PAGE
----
Even before the FHFA's recent announcement,
some investors were busy scooping up unsold homes and repositioning
them as rentals.
Waypoint Real Estate Group recently received a $250 million
initial investment from Menlo Park, Calif.–based
GI Partners to purchase foreclosed single-family homes and convert
them to rentals. Over the next two years, GI Partners plans to
invest $1 billion in Waypoint to buy and manage new acquisitions. A
natural fit for the program, the company is looking into
scattered-site deals in Phoenix, Atlanta, Las Vegas, Chicago, and
“Geographic concentration is the
most-talked-about factor,” says Doug Brien, managing
director of Oakland, Calif.–based Waypoint.
“We're only looking at areas
with growing economies and attractive percentage yields for buying
But the program has its share of caveats. In a white paper, the
Federal Reserve noted that some of the properties are
“badly damaged, in low-demand areas, or otherwise
of low value.” This certainly isn't
lost on investors. Many are hoping to have the option of
cherry-picking properties within each pool to help manage the scale
of the investment.
It's rumored that Freddie
Mac's program won't be as
restrictive as Fannie's bulk-only sale, that
investors would be able to use a variety of methods to purchase
specific REO single-family homes within an asset pool.
“I hope it's not an
all-or-nothing situation,” says Brien.
“Ideally, we'll be able to
choose the ones we want to keep.”
4. How Do You Effectively Manage Scattered
Los Angeles–based private equity firm Oaktree
Capital Management (an owner of this magazine) recently teamed up
with Santa Ana, Calif.–based property manager
Carrington Holding Co. in a $450 million joint venture (JV) to buy
distressed homes and turn them into rentals. Carrington,
incidentally, manages more than 3,000 single-family rental homes
for Fannie Mae's Deed-for-Lease and
That JV offers a blueprint for success. The
Initiative's most daunting aspect is the
management-intensive nature of a scattered-site deal, prompting
many investors to team with property management firms.
The biggest question is, how will that management challenge cut
into an investor's return?
“The yields in scattered single-family are still
very uncertain—it could be on par with the low
cap rates we're seeing, because of how
management-intensive they are,” says Ben Thypin,
director of market analysis at New York–based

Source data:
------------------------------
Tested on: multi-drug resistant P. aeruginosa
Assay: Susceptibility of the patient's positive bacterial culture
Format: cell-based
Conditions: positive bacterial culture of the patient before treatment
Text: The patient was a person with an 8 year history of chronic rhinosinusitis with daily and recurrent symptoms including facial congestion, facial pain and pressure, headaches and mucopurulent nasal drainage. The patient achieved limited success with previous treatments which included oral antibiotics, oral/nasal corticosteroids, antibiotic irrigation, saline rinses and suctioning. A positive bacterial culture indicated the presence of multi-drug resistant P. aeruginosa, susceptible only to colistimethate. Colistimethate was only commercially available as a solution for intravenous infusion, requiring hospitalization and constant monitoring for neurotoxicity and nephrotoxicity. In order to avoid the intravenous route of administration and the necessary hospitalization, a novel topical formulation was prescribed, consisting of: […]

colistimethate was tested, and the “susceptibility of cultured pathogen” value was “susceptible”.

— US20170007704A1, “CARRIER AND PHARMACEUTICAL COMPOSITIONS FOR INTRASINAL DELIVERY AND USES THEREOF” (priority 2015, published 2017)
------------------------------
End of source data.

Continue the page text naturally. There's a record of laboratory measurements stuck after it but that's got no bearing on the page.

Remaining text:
research firm Real Capital Analytics. “Figuring
out how to manage scattered sites is the puzzle. Whoever can figure
out how to do that properly will make a lot of
5. How Will It Impact the For-Sale Market?
Injecting some health back into the single-family sector will
only strengthen the metro housing market in general. But many
industry watchers wonder just how effective the program can be.
Goldman Sachs recently wrote a research paper on the program,
calling the possible effect “positive but
modest,” with an upside of producing a 0.5 percent
increase in home prices the first year, and a 1 percent increase in
2013, though “the actual effect would likely be
Goldman Sachs sees some obstacles to the
program's success. First, these newly converted
rentals could stay vacant, which would just transfer vacancy rate
increases from the for-sale to the rental market. And second, banks
and other institutions could be encouraged to bring more product to
the market as these pools are sold—thereby
keeping the overall for-sale supply about the same.
Ultimately, though, many wonder if the program is just another
way to kick the can down the road, only delaying the need for the
for-sale market to take its medicine. “The
percentage of investors continues to go up as a component of total
home buyers. Now, we're talking about
institutionalizing the process,” says Nadji.
“So what happens in two or three years when home
prices improve and these investors want out?
There's going to be a flood of these homes
thrown into the market.”
Additional reporting by Les Shaver and Derek